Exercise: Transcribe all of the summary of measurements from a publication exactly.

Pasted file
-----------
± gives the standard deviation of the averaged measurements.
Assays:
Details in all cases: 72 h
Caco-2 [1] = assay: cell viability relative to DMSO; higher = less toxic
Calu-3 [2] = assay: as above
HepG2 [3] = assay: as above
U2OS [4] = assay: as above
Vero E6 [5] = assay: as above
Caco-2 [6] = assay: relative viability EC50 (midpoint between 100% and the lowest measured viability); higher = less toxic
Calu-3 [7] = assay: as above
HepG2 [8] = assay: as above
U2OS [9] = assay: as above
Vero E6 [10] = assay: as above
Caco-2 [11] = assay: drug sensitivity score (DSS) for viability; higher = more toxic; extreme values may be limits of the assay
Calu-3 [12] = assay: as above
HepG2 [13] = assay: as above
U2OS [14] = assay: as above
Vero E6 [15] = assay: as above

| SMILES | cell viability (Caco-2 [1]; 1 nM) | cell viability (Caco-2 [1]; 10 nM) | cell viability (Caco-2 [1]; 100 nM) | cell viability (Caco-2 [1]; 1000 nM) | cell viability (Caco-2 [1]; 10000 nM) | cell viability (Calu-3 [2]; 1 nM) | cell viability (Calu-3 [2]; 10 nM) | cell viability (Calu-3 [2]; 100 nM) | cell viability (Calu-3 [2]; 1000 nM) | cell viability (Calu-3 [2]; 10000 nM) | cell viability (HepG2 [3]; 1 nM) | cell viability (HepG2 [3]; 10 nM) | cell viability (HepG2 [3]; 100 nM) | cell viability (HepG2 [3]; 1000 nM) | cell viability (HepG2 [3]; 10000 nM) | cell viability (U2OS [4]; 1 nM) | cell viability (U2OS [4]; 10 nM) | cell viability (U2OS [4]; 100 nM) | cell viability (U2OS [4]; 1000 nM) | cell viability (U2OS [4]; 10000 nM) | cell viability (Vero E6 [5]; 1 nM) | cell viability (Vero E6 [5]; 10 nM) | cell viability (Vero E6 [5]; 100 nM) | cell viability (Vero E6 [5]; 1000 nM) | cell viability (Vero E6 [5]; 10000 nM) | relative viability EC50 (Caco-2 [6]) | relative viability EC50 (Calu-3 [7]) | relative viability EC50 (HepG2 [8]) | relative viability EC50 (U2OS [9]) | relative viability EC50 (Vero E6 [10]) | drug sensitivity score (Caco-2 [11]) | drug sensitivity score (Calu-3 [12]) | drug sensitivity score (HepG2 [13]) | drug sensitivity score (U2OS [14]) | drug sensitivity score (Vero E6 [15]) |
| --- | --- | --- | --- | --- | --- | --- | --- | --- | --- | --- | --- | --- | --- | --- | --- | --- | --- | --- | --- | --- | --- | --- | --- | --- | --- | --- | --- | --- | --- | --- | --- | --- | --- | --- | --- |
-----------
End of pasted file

± gives the standard deviation of the averaged measurements.
Assays:
Details in all cases: 72 h
Caco-2 [1] = assay: cell viability relative to DMSO; higher = less toxic
Calu-3 [2] = assay: as above
HepG2 [3] = assay: as above
U2OS [4] = assay: as above
Vero E6 [5] = assay: as above
Caco-2 [6] = assay: relative viability EC50 (midpoint between 100% and the lowest measured viability); higher = less toxic
Calu-3 [7] = assay: as above
HepG2 [8] = assay: as above
U2OS [9] = assay: as above
Vero E6 [10] = assay: as above
Caco-2 [11] = assay: drug sensitivity score (DSS) for viability; higher = more toxic; extreme values may be limits of the assay
Calu-3 [12] = assay: as above
HepG2 [13] = assay: as above
U2OS [14] = assay: as above
Vero E6 [15] = assay: as above

| SMILES | cell viability (Caco-2 [1]; 1 nM) | cell viability (Caco-2 [1]; 10 nM) | cell viability (Caco-2 [1]; 100 nM) | cell viability (Caco-2 [1]; 1000 nM) | cell viability (Caco-2 [1]; 10000 nM) | cell viability (Calu-3 [2]; 1 nM) | cell viability (Calu-3 [2]; 10 nM) | cell viability (Calu-3 [2]; 100 nM) | cell viability (Calu-3 [2]; 1000 nM) | cell viability (Calu-3 [2]; 10000 nM) | cell viability (HepG2 [3]; 1 nM) | cell viability (HepG2 [3]; 10 nM) | cell viability (HepG2 [3]; 100 nM) | cell viability (HepG2 [3]; 1000 nM) | cell viability (HepG2 [3]; 10000 nM) | cell viability (U2OS [4]; 1 nM) | cell viability (U2OS [4]; 10 nM) | cell viability (U2OS [4]; 100 nM) | cell viability (U2OS [4]; 1000 nM) | cell viability (U2OS [4]; 10000 nM) | cell viability (Vero E6 [5]; 1 nM) | cell viability (Vero E6 [5]; 10 nM) | cell viability (Vero E6 [5]; 100 nM) | cell viability (Vero E6 [5]; 1000 nM) | cell viability (Vero E6 [5]; 10000 nM) | relative viability EC50 (Caco-2 [6]) | relative viability EC50 (Calu-3 [7]) | relative viability EC50 (HepG2 [8]) | relative viability EC50 (U2OS [9]) | relative viability EC50 (Vero E6 [10]) | drug sensitivity score (Caco-2 [11]) | drug sensitivity score (Calu-3 [12]) | drug sensitivity score (HepG2 [13]) | drug sensitivity score (U2OS [14]) | drug sensitivity score (Vero E6 [15]) |
| --- | --- | --- | --- | --- | --- | --- | --- | --- | --- | --- | --- | --- | --- | --- | --- | --- | --- | --- | --- | --- | --- | --- | --- | --- | --- | --- | --- | --- | --- | --- | --- | --- | --- | --- | --- |